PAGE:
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Forget second rate museum cafeterias and overpriced canteen fare, these days museum restaurants are making as much noise as the exhibitions themselves. By attracting top chefs and offering a unique dining location the museum restaurant is embracing a culinary renaissance.
We've listed seven of the top culinary museum restaurant destinations to check out, from London to Tokyo, where we wouldn’t blame you if you’re tempted to head straight for dinner and skip the art altogether.
Take a look and see which restaurant will entice you across the threshold of your nearest museum soon.
1) Nerua, Guggenheim, Bilbao, Spain
Chef Josean Alija is at the pass of this acclaimed Basque kitchen in the famous Frank Gehry designed Guggenheim museum of art. The unusual entrance to the restaurant is via the kitchen, which seems fitting given Alija’s creative approach to cooking which chef Paul Bocuse identified as "one of the best cuisines in his life."
Photo: Courtesy of Nerua
Guggenheim Bilbao Museoa. Av. Abandoibarra (in the bottom of the bridge La Salve, riverfront). 48009 Bilbao, Spain
2) Untitled, Whitney Museum of American Art, New York
Chef Michael Anthony is at the helm of this Danny Meyer’s fine dining restaurant found inside the Whitney Museum. Garnering critical praise for his quintessential American cooking chef Anthony brings his experience with him from the beloved New York institution, Gramercy Tavern.
Photo: Courtesy of Untitled
99 Gansevoort Street New York, NY 10014, USA
3) The Modern at The Museum for Modern Art, New York City
This Michelin-starred contemporary American restaurant also hails from Danny Meyer's group housed inside the Museum for Modern Art. Helmed by Executive Chef Abram Bissell, the restaurant features refined yet playful dishes based on seasonal ingredients.
9 W 53rd St. New York, NY 10019, USA
4) Le Frank, Fondation Louis Vuitton, Paris
Michelin starred chef Jean-Louis Nomicos and owner of 'Les Tablettes' creates sophisticated French cuisine served at this newly opened French art museum. Guests are seated in the spacious light filled dining room seated beneath Frank Gehry fish suspended from the ceiling.
Photo: Courtesy of Le Frank/ Facebook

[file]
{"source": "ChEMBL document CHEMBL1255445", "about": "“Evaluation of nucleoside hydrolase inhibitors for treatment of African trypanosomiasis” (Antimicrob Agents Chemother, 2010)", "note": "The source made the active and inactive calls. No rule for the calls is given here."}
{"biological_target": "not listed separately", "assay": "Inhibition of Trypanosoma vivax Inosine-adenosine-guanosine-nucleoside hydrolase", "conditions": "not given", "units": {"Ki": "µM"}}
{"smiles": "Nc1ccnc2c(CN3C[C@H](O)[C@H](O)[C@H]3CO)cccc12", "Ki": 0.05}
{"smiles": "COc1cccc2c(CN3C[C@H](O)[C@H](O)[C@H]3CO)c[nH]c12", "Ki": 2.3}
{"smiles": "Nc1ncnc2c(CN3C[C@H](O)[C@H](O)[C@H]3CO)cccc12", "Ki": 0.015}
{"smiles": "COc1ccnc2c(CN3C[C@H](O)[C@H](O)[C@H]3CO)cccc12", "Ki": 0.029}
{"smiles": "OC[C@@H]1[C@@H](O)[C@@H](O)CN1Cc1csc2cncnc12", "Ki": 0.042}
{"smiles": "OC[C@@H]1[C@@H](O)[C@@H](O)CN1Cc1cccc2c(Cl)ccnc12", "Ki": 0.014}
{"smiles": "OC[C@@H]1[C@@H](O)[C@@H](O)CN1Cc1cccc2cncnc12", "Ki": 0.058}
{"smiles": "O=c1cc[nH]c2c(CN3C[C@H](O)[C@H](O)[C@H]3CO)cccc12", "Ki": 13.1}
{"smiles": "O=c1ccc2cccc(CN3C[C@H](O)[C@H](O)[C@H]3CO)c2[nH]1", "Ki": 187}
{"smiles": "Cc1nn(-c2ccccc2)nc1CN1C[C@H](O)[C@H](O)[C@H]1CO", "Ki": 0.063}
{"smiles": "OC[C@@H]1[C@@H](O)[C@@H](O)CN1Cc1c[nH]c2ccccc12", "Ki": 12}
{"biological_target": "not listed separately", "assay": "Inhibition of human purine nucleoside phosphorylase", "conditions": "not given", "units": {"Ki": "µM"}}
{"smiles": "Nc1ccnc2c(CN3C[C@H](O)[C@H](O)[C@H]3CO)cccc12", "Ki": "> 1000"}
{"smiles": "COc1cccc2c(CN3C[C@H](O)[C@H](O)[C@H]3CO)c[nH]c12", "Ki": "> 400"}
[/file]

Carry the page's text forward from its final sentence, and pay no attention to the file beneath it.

8 Avenue du Mahatma Gandhi, 75116 Paris, France
5) RIJKS, Rijkmuseum, Amsterdam,The Netherlands
Executive chef Joris Bijdendijk reflects the philosophy of the RIJKS® museum by letting his food tell the story of the Netherlands on a plate with foreign influences both near and far.
Photo: Courtesy of Rijks
Museumstraat 2 1077 XX Amsterdam, The Netherlands
6) Café d’Art, Hara Museum of Contemporary Art, Tokyo, Japan
This contemporary art museum promotes new talent in the contemporary art world as well as in their pastry kitchen. Not only is the museum's Café d’Art worth a visit for its views over the Hara’s sculpture garden, it also comes with a quirky menu that changes along with the museum exhibits. The pastry chefs create an every evolving “image cake” which is inspired by the exhibiting artist's work.
Photo: Courtesy of Hara Museum of Contemporary Art
4-7-2-5 Kitashinagawa, Shinagawa, Tokyo 140-0001, Japan
7) The Rex Whistler Restaurant, Tate Britain, London
Originally opened in 1927, diners at the Rex Whistler Restaurant will enjoy what is known as ‘The Most Amusing Room in Europe’, owing to the specially commissioned mural on the walls of the dining room. A robust menu features British fare which changes monthly. Wine connoisseurs will be twice as eager to visit in the knowledge that the restaurant is also known for having one of the finest wine cellars in the capital.
These photos of Rex Whistler Restaurant @ Tate Britain are courtesy of TripAdvisor
The Rex Whistler
Tate Britain Millbank London SW1P 4RG United Kingdom